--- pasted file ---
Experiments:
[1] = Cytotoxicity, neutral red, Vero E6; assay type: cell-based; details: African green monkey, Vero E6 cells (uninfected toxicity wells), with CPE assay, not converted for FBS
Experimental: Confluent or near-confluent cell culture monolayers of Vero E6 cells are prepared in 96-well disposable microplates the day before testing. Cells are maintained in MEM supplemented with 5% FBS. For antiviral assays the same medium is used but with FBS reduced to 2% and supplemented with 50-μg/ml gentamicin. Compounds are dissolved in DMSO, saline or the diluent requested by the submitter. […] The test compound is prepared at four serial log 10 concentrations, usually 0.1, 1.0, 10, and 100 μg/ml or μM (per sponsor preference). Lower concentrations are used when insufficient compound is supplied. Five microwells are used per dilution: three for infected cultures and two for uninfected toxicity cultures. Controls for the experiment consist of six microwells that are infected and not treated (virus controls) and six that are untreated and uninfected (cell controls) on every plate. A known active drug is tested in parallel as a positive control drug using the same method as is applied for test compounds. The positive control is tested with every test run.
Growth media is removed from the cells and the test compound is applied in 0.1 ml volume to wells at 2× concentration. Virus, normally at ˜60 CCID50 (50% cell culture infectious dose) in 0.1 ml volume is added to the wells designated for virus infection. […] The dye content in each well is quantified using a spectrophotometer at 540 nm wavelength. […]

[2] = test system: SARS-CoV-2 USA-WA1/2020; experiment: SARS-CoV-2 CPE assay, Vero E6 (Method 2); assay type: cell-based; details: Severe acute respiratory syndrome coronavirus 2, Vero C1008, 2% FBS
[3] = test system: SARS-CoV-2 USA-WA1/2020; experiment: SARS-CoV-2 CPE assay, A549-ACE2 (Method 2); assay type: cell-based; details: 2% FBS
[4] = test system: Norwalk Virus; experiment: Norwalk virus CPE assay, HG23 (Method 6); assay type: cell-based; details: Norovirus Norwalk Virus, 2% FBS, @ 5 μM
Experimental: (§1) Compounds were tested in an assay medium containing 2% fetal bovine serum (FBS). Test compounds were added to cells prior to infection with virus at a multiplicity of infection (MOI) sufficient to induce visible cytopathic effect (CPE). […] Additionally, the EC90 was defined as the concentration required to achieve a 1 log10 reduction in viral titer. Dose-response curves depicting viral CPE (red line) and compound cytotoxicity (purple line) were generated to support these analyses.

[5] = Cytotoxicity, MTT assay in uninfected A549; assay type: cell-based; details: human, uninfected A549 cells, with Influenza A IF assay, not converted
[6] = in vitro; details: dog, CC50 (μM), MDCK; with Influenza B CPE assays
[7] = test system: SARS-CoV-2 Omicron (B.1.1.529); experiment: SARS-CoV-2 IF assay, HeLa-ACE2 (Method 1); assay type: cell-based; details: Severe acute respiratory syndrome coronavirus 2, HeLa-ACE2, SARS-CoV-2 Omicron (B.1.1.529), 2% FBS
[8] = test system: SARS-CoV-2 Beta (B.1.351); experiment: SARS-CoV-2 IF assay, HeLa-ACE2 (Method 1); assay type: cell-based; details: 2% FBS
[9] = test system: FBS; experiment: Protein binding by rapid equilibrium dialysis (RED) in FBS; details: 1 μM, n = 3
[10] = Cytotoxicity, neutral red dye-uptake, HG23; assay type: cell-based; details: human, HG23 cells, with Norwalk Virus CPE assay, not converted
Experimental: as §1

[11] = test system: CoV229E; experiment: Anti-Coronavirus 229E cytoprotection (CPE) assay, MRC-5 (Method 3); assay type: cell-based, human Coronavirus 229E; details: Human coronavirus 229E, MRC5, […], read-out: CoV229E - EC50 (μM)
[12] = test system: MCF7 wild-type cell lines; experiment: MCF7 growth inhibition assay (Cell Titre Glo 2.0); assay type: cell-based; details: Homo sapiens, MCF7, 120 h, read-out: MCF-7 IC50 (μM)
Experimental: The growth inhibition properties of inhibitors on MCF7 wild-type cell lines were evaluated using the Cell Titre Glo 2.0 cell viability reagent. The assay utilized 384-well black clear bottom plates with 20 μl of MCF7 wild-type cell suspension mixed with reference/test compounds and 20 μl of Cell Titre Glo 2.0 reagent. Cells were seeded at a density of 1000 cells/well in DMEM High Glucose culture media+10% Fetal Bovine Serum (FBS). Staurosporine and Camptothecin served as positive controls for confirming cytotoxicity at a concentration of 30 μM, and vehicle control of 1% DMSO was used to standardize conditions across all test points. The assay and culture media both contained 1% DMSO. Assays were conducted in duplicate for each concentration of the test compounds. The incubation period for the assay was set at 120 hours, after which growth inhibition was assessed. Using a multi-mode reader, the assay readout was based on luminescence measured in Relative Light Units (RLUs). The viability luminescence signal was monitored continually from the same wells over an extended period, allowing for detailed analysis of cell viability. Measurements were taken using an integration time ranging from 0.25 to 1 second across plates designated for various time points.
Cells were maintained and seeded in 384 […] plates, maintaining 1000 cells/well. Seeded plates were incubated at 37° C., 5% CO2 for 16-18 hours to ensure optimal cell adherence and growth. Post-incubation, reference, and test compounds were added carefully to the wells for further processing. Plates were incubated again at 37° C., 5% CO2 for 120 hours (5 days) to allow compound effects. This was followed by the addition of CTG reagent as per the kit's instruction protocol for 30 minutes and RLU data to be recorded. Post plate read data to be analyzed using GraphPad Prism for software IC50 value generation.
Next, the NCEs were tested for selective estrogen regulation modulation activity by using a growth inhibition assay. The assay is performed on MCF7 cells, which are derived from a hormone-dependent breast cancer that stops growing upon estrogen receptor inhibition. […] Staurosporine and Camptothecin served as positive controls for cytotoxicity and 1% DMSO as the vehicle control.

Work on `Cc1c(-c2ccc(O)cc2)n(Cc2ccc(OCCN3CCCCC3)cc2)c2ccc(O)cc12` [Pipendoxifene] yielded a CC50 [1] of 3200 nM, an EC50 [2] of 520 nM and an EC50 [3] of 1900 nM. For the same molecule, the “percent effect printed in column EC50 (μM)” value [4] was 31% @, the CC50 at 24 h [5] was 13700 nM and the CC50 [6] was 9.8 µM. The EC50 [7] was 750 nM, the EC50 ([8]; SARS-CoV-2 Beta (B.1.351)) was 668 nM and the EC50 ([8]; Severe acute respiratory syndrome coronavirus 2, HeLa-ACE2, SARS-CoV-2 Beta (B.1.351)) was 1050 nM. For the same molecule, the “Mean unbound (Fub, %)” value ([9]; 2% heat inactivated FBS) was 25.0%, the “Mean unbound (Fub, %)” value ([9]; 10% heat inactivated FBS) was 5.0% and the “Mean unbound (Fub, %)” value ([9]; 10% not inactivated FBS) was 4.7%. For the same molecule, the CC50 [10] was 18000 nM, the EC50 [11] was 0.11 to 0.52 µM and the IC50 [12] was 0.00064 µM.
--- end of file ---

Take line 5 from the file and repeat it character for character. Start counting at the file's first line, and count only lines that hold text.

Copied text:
[2] = test system: SARS-CoV-2 USA-WA1/2020; experiment: SARS-CoV-2 CPE assay, Vero E6 (Method 2); assay type: cell-based; details: Severe acute respiratory syndrome coronavirus 2, Vero C1008, 2% FBS